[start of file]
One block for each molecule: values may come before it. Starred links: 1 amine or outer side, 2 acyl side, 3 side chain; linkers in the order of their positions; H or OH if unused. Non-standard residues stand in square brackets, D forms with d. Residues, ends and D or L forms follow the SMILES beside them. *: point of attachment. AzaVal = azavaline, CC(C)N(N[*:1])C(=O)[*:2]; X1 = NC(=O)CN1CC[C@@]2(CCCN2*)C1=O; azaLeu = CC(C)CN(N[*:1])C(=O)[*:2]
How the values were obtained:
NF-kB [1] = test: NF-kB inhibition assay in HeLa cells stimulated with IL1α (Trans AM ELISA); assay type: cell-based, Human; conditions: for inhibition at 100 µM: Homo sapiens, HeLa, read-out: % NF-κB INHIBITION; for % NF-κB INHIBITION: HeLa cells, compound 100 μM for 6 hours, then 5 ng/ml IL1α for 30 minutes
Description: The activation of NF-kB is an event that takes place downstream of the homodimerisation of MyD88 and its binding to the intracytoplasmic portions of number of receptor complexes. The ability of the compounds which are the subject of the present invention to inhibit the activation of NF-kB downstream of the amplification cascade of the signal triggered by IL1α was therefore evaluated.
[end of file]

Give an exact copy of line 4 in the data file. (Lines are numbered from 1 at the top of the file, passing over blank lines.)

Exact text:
Description: The activation of NF-kB is an event that takes place downstream of the homodimerisation of MyD88 and its binding to the intracytoplasmic portions of number of receptor complexes. The ability of the compounds which are the subject of the present invention to inhibit the activation of NF-kB downstream of the amplification cascade of the signal triggered by IL1α was therefore evaluated.